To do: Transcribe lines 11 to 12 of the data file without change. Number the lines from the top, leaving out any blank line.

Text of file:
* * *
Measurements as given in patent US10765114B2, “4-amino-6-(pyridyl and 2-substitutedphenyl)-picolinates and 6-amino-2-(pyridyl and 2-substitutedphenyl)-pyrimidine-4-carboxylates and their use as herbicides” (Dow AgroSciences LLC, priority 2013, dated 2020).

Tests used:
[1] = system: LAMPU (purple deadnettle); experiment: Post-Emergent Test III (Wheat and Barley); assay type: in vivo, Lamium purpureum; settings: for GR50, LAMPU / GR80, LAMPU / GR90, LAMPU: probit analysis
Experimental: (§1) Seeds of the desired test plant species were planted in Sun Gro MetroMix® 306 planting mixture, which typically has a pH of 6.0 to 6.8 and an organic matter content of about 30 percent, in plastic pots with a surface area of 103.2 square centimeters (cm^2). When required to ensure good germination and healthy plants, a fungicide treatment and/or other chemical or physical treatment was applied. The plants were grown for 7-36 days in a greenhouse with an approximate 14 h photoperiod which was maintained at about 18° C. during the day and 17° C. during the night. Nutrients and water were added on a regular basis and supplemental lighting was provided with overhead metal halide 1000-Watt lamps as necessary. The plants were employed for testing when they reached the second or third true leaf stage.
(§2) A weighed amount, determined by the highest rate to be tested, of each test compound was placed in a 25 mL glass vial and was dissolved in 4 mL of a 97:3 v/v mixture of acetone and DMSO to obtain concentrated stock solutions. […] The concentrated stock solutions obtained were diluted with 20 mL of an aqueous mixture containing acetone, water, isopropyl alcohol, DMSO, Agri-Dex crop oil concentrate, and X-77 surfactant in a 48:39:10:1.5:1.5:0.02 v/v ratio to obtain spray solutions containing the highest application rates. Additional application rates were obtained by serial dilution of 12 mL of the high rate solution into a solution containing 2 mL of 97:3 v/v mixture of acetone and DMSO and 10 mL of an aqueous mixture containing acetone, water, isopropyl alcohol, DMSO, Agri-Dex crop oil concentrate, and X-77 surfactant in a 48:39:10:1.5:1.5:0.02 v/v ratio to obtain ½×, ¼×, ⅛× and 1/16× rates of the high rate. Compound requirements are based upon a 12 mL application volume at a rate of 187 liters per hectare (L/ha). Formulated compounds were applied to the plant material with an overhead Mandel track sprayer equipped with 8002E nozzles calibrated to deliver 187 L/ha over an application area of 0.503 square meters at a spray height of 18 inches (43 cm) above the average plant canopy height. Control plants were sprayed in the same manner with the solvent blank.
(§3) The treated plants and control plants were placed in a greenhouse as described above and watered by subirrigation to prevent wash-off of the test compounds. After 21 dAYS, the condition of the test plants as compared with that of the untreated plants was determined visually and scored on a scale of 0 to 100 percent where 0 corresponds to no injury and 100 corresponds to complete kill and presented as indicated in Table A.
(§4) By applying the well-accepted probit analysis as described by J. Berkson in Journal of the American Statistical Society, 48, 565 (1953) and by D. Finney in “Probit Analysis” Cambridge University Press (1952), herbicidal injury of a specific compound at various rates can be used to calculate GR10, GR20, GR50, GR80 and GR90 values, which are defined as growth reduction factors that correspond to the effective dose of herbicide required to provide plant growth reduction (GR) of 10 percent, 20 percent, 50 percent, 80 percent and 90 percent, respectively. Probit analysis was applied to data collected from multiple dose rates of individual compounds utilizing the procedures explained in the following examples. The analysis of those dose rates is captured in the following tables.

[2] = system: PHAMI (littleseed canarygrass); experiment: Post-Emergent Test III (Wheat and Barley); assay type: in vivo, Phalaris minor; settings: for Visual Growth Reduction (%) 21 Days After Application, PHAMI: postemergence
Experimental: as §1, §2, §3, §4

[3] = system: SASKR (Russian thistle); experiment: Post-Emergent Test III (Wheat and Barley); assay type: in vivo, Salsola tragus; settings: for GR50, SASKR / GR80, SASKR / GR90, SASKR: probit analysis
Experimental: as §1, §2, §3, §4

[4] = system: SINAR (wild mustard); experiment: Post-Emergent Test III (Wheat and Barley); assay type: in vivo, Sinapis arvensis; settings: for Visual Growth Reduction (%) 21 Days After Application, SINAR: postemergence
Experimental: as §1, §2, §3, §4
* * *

Experimental: as §1, §2, §3, §4

[4] = system: SINAR (wild mustard); experiment: Post-Emergent Test III (Wheat and Barley); assay type: in vivo, Sinapis arvensis; settings: for Visual Growth Reduction (%) 21 Days After Application, SINAR: postemergence